B3: 3.01 Non-current assets


According to the International Accounting Standards Board, an asset is “…a resource controlled by the entity as a result of past events and from which future economic benefits are expected to flow to the entity”.

So an asset is something of value that a business owns or controls. It is something:

  • That can be spent, such as money held in a bank account or cash in a till
  • That will be converted over time into money, such as customer debts (i.e. trade receivables)
  • That can be sold, such as inventories
  • That can be used to generate or save money, such as a piece of land rented to another business, or equipment that is used to make goods for sale

Current and non-current assets

Accountants split assets into two broad categories of assets

Current assets

Current assets (such as inventories, trade receivables and cash held at the bank) are short-term in nature and businesses will usually expect to hold these for less than a year.

Non-current assets

Non-current assets (also known as “fixed assets”) are long-term in nature. Businesses expect to hold and use these on a continuing basis and for more than a year.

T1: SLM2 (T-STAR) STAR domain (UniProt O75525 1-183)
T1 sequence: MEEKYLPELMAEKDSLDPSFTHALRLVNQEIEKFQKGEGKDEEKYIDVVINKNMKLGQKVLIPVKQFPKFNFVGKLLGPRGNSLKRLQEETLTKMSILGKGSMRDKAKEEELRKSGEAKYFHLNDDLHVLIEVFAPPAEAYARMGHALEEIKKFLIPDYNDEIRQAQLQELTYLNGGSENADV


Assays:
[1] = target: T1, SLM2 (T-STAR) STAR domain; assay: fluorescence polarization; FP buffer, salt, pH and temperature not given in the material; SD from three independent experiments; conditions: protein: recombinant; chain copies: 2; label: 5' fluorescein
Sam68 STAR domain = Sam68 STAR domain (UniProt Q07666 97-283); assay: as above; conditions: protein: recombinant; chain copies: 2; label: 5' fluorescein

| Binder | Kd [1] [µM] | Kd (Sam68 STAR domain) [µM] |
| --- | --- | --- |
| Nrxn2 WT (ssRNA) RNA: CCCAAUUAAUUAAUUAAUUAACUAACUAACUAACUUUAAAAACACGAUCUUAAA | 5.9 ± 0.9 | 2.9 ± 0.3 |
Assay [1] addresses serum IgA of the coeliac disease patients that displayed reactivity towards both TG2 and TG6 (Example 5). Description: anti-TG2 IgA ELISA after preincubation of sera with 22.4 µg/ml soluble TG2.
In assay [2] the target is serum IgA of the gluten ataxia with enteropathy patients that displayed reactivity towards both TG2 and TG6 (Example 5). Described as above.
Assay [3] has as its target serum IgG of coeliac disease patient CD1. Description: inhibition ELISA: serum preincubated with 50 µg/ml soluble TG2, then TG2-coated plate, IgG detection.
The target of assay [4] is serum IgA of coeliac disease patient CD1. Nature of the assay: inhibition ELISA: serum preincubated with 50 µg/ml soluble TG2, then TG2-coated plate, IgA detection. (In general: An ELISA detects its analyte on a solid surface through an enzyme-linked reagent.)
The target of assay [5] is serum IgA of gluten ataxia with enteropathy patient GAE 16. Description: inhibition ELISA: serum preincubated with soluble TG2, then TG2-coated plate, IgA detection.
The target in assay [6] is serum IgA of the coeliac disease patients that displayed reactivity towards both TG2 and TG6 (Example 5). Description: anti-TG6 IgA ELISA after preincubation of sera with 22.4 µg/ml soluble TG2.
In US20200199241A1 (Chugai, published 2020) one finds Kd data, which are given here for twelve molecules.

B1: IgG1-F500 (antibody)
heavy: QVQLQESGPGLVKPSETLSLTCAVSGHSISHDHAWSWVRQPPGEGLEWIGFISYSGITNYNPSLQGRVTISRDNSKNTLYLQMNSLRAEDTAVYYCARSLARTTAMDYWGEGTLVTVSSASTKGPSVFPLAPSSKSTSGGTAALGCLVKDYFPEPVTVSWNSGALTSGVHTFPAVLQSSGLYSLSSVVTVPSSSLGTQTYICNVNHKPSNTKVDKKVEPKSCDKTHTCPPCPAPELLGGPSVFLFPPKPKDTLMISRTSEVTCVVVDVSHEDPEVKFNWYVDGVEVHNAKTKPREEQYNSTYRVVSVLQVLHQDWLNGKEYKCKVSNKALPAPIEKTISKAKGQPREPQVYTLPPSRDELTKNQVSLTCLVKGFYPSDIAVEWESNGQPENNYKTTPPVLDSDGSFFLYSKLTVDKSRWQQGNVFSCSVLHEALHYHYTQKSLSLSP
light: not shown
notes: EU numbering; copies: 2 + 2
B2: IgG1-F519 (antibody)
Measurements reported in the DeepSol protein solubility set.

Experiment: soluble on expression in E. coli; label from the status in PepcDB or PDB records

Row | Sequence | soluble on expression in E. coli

Examples of non-current assets:

  • Property, plant and equipment – such as land and machinery
  • Investments – such as shares in other companies
  • Intangible assets – such as goodwill, brands, research and development (nb. intangible assets are assets that have no physical presence)

Accounting standards

The International Accounting Standards Board (i.e. the “IASB”) issues accounting standards that provide guidance and instructions as to how types of transactions should be treated as well as how financial statements should be prepared.

Several of the accounting standards provide information as to how the different types of non-current assets should be:

  • Recognised; that is, how we identify that a non-current asset exists and when it came into existence
  • Valued; i.e. how much it should be recorded at when it is first acquired and and then how it should be valued over its lifetime
  • Presented in a set of accounts

This course will look at the main requirements of IAS 16 Property, plant & equipment but students should be aware that there are several other standards dealing with non-current assets including IAS 36 Impairment of Assets, IAS 38 on Intangible Assets and IFRS 15 Leases and these will be covered in other courses.

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